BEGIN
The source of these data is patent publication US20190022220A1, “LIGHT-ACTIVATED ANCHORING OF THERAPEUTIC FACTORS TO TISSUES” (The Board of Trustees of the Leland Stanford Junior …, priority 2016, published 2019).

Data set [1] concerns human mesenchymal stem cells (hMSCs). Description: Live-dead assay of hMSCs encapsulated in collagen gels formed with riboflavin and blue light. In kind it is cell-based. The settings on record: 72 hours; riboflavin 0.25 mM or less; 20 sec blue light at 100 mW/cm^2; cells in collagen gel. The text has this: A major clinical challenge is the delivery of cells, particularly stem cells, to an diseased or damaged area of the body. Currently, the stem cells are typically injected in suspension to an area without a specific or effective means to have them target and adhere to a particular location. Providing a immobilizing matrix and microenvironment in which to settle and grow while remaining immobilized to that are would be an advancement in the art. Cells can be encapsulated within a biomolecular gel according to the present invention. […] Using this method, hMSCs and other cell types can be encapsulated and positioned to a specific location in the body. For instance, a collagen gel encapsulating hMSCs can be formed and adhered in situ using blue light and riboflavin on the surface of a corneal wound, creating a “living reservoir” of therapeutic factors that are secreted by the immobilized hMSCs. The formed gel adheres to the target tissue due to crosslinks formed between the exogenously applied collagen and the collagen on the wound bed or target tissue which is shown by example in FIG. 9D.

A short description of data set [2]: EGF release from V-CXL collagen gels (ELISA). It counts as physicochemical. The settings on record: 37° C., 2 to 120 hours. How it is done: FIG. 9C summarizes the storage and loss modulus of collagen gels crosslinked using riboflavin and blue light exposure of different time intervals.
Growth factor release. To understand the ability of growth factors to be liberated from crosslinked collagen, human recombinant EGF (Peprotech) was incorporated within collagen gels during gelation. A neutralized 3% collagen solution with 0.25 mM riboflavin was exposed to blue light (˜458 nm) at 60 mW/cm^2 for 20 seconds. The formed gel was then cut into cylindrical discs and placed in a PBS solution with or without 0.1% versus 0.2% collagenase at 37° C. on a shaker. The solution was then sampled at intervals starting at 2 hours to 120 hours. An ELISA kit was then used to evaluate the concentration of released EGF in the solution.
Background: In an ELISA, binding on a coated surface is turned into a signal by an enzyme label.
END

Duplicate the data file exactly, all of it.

The source of these data is patent publication US20190022220A1, “LIGHT-ACTIVATED ANCHORING OF THERAPEUTIC FACTORS TO TISSUES” (The Board of Trustees of the Leland Stanford Junior …, priority 2016, published 2019).

Data set [1] concerns human mesenchymal stem cells (hMSCs). Description: Live-dead assay of hMSCs encapsulated in collagen gels formed with riboflavin and blue light. In kind it is cell-based. The settings on record: 72 hours; riboflavin 0.25 mM or less; 20 sec blue light at 100 mW/cm^2; cells in collagen gel. The text has this: A major clinical challenge is the delivery of cells, particularly stem cells, to an diseased or damaged area of the body. Currently, the stem cells are typically injected in suspension to an area without a specific or effective means to have them target and adhere to a particular location. Providing a immobilizing matrix and microenvironment in which to settle and grow while remaining immobilized to that are would be an advancement in the art. Cells can be encapsulated within a biomolecular gel according to the present invention. […] Using this method, hMSCs and other cell types can be encapsulated and positioned to a specific location in the body. For instance, a collagen gel encapsulating hMSCs can be formed and adhered in situ using blue light and riboflavin on the surface of a corneal wound, creating a “living reservoir” of therapeutic factors that are secreted by the immobilized hMSCs. The formed gel adheres to the target tissue due to crosslinks formed between the exogenously applied collagen and the collagen on the wound bed or target tissue which is shown by example in FIG. 9D.

A short description of data set [2]: EGF release from V-CXL collagen gels (ELISA). It counts as physicochemical. The settings on record: 37° C., 2 to 120 hours. How it is done: FIG. 9C summarizes the storage and loss modulus of collagen gels crosslinked using riboflavin and blue light exposure of different time intervals.
Growth factor release. To understand the ability of growth factors to be liberated from crosslinked collagen, human recombinant EGF (Peprotech) was incorporated within collagen gels during gelation. A neutralized 3% collagen solution with 0.25 mM riboflavin was exposed to blue light (˜458 nm) at 60 mW/cm^2 for 20 seconds. The formed gel was then cut into cylindrical discs and placed in a PBS solution with or without 0.1% versus 0.2% collagenase at 37° C. on a shaker. The solution was then sampled at intervals starting at 2 hours to 120 hours. An ELISA kit was then used to evaluate the concentration of released EGF in the solution.
Background: In an ELISA, binding on a coated surface is turned into a signal by an enzyme label.